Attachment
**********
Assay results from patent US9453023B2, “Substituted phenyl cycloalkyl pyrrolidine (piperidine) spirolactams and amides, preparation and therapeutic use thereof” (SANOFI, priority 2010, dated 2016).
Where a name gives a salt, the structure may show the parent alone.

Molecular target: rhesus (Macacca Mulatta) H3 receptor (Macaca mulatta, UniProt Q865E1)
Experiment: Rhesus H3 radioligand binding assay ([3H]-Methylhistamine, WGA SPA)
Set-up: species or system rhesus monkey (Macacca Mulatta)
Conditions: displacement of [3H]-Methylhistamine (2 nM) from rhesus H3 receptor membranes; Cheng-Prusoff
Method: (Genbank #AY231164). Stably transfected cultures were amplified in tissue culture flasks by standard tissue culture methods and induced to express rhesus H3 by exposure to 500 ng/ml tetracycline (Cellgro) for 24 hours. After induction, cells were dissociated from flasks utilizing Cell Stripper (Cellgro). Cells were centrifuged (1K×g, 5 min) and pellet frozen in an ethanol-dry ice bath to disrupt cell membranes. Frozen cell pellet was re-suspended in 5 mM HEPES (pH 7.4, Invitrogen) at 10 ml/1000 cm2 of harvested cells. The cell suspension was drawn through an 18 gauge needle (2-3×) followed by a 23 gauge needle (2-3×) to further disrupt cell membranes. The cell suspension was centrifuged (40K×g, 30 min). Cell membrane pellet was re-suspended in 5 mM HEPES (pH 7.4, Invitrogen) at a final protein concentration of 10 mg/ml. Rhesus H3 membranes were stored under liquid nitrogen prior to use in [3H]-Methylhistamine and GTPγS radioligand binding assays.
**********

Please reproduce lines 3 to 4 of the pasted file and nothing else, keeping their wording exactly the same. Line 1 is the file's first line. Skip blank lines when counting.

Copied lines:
Molecular target: rhesus (Macacca Mulatta) H3 receptor (Macaca mulatta, UniProt Q865E1)
Experiment: Rhesus H3 radioligand binding assay ([3H]-Methylhistamine, WGA SPA)